October 24

Turtle Hatchlings in Australia

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One of my wishes in life, and high up on my “bucket list”. is to go on a long vacation to Australia, and to view all the magic that can be experienced in the land “down under”. Golden beaches, coral reefs, wondrous caves, majestic mountains, a vibrant nightlife and lots of sun and fun are some of the delights I can’t wait to encounter.

Loggerhead sea turtle hatchlings caretta caretta

 

I can just see myself chilling on a comfortable chair on Bondi Beach with a Pina colada in my hand, while I admire the ocean, beautiful bodies, and prepare for holiday fun as I download Euro Palace casino onto my iPad.

 

Australia is also renowned for its captivating wildlife, with unique species constituting 80% of the country’s 378 mammals, 773 of 869 reptiles, and almost half of the more than 800 birds. I’m super excited at the prospect of discovering all the exotic animals that are indigenous to Australia, such as koala bears, kangaroos and wallabies.

 

An event I’m particularly looking forward to is witnessing turtle hatchlings scrambling to the sea. Every year between November and February, sexually mature sea turtles nest along the south Queensland coast and some of its islands, laying about 100 eggs per clutch. Eight weeks later, and voila, the tiny hatchlings emerge from their shells and race into the sea.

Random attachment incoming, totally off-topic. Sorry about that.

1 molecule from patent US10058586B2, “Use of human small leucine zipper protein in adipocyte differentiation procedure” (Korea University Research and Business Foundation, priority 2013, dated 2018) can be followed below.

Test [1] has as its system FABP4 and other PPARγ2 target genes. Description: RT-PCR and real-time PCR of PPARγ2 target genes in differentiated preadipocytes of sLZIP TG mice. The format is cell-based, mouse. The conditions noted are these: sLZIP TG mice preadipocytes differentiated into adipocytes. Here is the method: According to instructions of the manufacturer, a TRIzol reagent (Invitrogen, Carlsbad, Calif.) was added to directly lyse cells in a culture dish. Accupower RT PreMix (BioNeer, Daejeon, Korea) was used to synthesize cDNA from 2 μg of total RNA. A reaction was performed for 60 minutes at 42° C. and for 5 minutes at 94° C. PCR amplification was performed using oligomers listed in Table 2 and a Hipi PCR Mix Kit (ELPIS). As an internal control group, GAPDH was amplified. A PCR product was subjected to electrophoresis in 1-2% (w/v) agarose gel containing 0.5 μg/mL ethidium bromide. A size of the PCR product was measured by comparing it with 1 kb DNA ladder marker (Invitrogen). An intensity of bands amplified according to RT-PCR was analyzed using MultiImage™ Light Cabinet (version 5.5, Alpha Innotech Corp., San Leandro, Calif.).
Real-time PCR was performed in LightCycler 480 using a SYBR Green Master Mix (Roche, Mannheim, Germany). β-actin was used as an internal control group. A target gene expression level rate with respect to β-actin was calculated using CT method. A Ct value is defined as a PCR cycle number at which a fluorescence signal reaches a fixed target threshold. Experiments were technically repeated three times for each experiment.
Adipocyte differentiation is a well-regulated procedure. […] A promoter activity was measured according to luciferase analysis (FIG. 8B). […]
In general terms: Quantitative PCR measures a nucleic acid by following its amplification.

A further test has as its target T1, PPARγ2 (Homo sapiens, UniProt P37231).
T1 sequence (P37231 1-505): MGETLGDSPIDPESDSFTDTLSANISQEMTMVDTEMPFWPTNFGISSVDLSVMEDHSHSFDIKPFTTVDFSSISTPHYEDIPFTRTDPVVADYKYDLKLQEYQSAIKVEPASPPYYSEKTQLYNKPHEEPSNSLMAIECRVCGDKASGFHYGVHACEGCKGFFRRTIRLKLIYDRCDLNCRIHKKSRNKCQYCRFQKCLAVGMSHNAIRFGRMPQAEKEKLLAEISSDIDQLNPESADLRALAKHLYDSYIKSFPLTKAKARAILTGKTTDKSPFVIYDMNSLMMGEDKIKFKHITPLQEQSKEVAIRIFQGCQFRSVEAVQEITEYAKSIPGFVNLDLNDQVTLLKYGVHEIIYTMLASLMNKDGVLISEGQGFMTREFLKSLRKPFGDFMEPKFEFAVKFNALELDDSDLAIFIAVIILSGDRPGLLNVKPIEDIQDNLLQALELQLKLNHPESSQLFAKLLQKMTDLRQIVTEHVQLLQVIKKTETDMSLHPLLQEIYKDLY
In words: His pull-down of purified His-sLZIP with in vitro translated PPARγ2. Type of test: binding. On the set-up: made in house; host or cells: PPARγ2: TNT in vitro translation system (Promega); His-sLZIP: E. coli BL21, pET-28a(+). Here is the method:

This phenomenon truly is a fitting testament to the wonder of the nature. However, I know that luck will have to be on my side if I’m to come across a hatchling, as there is no guarantee that I’ll actually get to view turtle hatchlings when in Australia. I plan to increase my chances of success by

travelling to nestling sites such as Lady Elliot Island, Heron island, and Mon Repos Conservation Park, which is home to the most significant nesting population of endangered loggerhead turtles in the South Pacific Ocean.

 

In all three locations, staff can provide me with turtle watching guidelines, such as not to disorient the hatchlings by using artificial light. Another possibility is to join conservation volunteers that monitor flatback turtles at Eco beach in Western Australia.

 

Why do I have this interest in watching this event unfold? Well, my reasons are two-fold. I’ve always been a person who has marvelled at the wonder of nature, and longed to see marquee natural events live. My fascination in turtles was also piqued by the first incarnation of the Teenage Mutant Ninja Turtles in the early 90s, as I was truly one of their biggest fans, and one of the first kids who went to see the original Turtles movie in 1990.

 

More about sea turtles

There are seven species of sea turtles, and four of these species have been identified as either endangered or critically endangered, while another two have been classified as vulnerable. Their threatened status is a worrying fact, and leads me to believe that the prospect of seeing these magnificent creatures being born live would be an even more poignant moment. Here’s holding thumbs it happens for me; I can’t wait.


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